Set in a snowy forest, the fun begins when, one by one, animals crawl into Nickis lost white mitten to get warm until the bear sneezes, sending the animals flying up and out of the mitten.
Surrounded by an abundance of wildflowers, mushrooms, pinecones, and birds, Elisabeth heads off in her red cloak to visit her ailing grandmother. She’s all alone—until she is joined by a wicked wolf, who urges her to stray from her wooded path. Framed with hand-drawn patterns and textured vignettes, Trina Schart Hyman’s illustrations add intrigue to the familiar story, filled with subtle detail and depth. With the help of a brave woodsman, Elisabeth and her grandmother are saved, and Little Red Riding Hood learns a valuable lesson. Little Red Riding Hood was a Caldecott Honor Book, and recipient of Gold Kite Award for Picturebook Text.
Classic children’s picturebook about a good-natured bear who is a bit accident prone.
Outrageous Pippi Longstocking has no parents around and no rules to follow, so she lives according to her own daredevilish ways. She’s been treating her friends Tommy and Annika to wild adventures, too–like buying and eating seventy-two pounds of candy, or sailing off to an island in the middle of a lake to see what it’s like to be shipwrecked. But then Pippi’s long lost father returns, and she might have to leave Villa Villekulla!
When Pippi’s father, the king, sends for her, she decides to take her best friends Tommy and Annika with her to Kurrekurredutt Island. The island is fantastic and Pippi has one crazy adventure after another! Pippi is even made a princess—Princess Pippilotta. But will Pippi and her friends really want to live on the island forever, never to return to Villa Villekulla?
Tommy and his sister Annika have a new neighbor, and her name is Pippi Longstocking. She has crazy red pigtails, no parents to tell her what to do, a horse that lives on the porch and a pet monkey named Mr. Nilsson. Whether Pippi’s scrubbing her floors, doing arithmetic or stirring things up at a fancy tea party, her flair for the outrageous always seems to lead to another adventure.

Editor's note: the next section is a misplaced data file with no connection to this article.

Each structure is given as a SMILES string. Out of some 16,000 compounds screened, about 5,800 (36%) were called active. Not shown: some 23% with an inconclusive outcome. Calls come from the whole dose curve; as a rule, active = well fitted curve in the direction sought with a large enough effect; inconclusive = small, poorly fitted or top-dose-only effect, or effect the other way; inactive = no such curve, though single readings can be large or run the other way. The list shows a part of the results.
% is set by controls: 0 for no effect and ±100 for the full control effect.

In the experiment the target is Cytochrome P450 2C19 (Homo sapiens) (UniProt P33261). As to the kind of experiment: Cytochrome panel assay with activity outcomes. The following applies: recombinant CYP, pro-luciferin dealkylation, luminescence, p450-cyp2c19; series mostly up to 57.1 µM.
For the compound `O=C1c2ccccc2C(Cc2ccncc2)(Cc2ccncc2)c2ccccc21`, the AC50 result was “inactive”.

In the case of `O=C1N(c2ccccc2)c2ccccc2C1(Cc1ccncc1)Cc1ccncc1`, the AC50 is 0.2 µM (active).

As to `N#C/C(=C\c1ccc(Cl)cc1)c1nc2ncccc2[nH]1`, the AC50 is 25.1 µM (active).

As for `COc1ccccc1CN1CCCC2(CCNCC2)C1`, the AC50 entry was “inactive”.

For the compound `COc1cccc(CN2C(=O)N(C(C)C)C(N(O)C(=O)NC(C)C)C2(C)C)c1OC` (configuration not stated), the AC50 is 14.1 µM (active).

This retelling of a favorite fairy tale, illustrated by award-winning artist Trina Schart Hyman in an edition Publishers Weekly called “spellbinding,” has been lovingly restored. Digital technology brings back the clarity and brightness of Hyman’s original watercolor paintings to illuminate the terrifying woods, handsome prince, and Rapunzel’s lustrous hair, as Hyman originally painted them.
While Sophie and her mother are sitting down to tea one afternoon, the doorbell rings. A big, furry, stripy tiger has come for tea … and sandwiches, and buns, and biscuits … and eats all the food in the house until there’s nothing left to cook for Daddy’s supper. Judith Kerr’s reassuring and funny story — with just a hint of anarchy — has been delighting children since its first publication thirty-five years ago. This modern classic has gone on to sell over three million copies worldwide, making it one of the most popular picture books for children ever written.
Every week, Willy walks through an ordinary-looking set of doors and straight into an adventure. Where will those doors lead him today—to a mysterious desert island with footprints in the sand? Down a deep, dark rabbit hole full of curious objects? Or perhaps aboard a pirate ship to stand face-to-face with Captain Hook?
Don’t be fooled by the title of this seriocomic ode to success; it’s not ‘Climb Every Mountain,’ kid version. All journeys face perils, whether from indecision, from loneliness, or worst of all, from too much waiting. Seuss’ familiar pajama-clad hero is up to the challenge, and his odyssey is captured vividly in busy two-page spreads evoking both the good times (grinning purple elephants, floating golden castles) and the bad (deep blue wells of confusion). Seuss’ message is simple but never sappy: life may be a ‘Great Balancing Act,’ but through it all ‘There’s fun to be done.
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